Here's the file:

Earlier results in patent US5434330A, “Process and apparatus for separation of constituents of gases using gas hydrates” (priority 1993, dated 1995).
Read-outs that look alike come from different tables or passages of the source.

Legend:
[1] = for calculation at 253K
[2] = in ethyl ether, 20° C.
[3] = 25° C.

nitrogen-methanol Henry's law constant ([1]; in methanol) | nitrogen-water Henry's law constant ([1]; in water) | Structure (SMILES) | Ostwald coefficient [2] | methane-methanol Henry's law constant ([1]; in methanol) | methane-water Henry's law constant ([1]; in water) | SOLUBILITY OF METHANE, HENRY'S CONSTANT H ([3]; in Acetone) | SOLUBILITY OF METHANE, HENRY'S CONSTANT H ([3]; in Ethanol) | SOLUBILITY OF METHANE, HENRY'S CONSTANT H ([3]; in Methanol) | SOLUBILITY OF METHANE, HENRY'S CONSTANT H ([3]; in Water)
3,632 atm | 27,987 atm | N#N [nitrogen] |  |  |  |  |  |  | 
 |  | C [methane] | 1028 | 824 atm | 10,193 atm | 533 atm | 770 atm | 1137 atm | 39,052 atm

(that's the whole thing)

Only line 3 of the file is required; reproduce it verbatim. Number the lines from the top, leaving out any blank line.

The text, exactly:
Legend: